“You just call on me brother, when you need a hand
We all need somebody to lean on
I just might have a problem that you’ll understand
We all need somebody to lean on”
— written and recorded by Bill Withers in April 1972.

The signs are posted on all the walls of my gym. You are in the home of the “Judgment Free Zone.” I’m thinking about that concept, the idea of a judgment free zone, as I set the incline and difficulty on the elliptical machine I’m about to walk on.
There are two voices in my head, one telling me to play it safe and keep the settings on the easiest levels, and the other voice pushing me to make the workout a little more challenging. I take the safe course, afraid of doing more harm than good. The conversation in my head continues, though, as I look around the room and observe people lifting weights, running on treadmills, pedaling on bicycles and working all their muscle groups in their attempts to get fit. I keep comparing, in spite of the signs that are telling me not to do that.
And I find myself wondering if it’s even possible to be free of judgment, whether it’s about myself or about other people. Is the mind just naturally like a referee, constantly forming opinions? I take this thought process a step further. Do I know anyone who is judgment free?
An image forms, a memory of a person and a place. The person is my mother, and the place is the entry hall of my childhood home. I can see the tiled floor in beige and gold tones, the staircase covered in a plush gold carpet, and nestled in the corner between the wall and the stairs in a little alcove, is a piece of furniture known as a telephone table. It’s actually a chair attached to a table, with the chair part formed of wrought iron, the seat made of a yellow colored material, and the tabletop a marble-like formica. A white telephone sits on it, the receiver placed atop its cradle, with a long spiral cord attaching the two pieces. Underneath, on a glass shelf, are stored an assortment of telephone books providing suburban and business phone numbers.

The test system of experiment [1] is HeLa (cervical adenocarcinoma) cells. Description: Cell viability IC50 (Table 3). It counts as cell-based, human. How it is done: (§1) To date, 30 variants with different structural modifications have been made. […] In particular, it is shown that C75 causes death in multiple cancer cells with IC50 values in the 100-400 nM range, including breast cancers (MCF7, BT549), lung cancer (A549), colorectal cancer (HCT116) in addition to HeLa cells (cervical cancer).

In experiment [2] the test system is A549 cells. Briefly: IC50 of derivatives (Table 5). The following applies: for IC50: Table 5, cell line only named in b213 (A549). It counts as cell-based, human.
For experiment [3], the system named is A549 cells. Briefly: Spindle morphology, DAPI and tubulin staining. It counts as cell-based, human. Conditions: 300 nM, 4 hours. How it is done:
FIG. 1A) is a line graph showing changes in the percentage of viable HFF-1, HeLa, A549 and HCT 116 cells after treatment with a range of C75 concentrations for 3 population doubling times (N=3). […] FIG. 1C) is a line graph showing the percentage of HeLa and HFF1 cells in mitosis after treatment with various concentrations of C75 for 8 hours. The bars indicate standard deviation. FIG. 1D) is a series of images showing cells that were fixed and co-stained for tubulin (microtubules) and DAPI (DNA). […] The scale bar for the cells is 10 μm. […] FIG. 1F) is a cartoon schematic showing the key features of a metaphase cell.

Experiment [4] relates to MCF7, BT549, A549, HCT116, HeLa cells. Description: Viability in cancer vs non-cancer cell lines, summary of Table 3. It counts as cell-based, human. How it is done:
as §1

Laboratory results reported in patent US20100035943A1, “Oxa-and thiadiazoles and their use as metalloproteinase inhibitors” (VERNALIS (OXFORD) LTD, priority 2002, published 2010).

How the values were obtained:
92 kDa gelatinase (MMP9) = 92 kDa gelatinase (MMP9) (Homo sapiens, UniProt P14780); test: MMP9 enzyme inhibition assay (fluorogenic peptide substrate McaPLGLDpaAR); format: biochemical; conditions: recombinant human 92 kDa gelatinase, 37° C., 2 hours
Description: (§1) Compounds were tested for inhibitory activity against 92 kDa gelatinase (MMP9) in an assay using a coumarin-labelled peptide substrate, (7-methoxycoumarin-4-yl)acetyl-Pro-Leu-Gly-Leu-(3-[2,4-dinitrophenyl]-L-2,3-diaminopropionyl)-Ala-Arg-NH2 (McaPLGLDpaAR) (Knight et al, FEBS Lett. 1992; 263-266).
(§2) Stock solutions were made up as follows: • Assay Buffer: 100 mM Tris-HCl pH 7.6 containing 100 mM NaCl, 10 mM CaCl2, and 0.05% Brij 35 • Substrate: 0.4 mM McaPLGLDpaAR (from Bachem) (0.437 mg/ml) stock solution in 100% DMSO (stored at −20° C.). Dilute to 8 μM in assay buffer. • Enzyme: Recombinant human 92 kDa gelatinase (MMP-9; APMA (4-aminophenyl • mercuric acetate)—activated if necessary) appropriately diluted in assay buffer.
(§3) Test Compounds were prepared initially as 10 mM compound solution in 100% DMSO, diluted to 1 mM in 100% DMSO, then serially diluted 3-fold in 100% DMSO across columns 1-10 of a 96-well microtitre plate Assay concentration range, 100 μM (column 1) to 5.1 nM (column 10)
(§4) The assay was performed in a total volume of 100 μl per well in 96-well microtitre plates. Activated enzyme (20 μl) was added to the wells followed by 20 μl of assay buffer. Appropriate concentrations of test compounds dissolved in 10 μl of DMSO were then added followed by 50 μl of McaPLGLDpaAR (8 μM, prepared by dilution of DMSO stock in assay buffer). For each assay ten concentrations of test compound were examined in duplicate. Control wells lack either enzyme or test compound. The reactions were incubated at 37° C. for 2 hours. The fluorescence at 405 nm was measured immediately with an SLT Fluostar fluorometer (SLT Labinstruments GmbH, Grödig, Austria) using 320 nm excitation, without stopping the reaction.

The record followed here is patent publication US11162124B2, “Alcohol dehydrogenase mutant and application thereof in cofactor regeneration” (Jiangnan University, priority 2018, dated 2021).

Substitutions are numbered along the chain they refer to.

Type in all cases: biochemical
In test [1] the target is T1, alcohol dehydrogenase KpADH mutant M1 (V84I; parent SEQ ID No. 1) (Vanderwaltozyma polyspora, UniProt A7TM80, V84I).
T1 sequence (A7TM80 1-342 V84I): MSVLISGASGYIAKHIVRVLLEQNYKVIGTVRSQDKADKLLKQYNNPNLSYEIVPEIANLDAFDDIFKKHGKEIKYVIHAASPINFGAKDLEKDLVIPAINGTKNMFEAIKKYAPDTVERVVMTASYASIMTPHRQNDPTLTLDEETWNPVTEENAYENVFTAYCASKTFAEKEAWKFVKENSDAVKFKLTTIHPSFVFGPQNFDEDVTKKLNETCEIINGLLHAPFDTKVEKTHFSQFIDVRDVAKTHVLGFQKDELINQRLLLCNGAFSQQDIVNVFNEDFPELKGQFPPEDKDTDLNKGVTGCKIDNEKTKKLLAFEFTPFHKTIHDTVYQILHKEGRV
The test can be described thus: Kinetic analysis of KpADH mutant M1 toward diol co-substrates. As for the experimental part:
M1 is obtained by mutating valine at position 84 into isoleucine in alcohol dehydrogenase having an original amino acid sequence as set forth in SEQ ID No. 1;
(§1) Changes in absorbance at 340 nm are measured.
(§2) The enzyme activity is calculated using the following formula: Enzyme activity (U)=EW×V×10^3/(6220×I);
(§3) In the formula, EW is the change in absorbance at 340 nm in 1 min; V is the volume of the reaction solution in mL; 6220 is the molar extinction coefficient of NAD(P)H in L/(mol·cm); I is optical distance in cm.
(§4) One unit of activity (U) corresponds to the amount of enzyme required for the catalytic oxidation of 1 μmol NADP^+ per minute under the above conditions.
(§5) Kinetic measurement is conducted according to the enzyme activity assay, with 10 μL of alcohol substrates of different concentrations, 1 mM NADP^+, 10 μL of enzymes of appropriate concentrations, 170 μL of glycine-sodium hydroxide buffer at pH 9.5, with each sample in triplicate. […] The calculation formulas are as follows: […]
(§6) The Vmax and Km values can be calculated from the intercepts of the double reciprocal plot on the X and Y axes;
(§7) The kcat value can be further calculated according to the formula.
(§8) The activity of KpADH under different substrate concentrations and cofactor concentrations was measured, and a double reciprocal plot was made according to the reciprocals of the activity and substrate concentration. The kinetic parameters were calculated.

Mom logged in untold hours seated at that table, both talking and listening, from the time we moved into the house in 1951, until her passing 60 years later. She would give her full attention to whomever was at the other end of the line, a friend, a relative and very often me. There was no such thing as multitasking in those days. I could always rely on her to accept my feelings, to respect my opinions and to listen without judgment. If I asked for advice, she would give it, but only if I asked. I knew I could lean on her, could pour out my problems and could always count on her.
I wish now that I had asked her how she could do that, listen without judging, offering a no-strings-attached friendship. Is there a secret formula to achieving that ability? For me, and perhaps for most people, it continues to be a struggle. I bring my thoughts back to the present, my feet still following the movement of the elliptical machine, and I tell myself I’ll keep trying to remember my gym’s slogan. “You are in a judgment free zone.”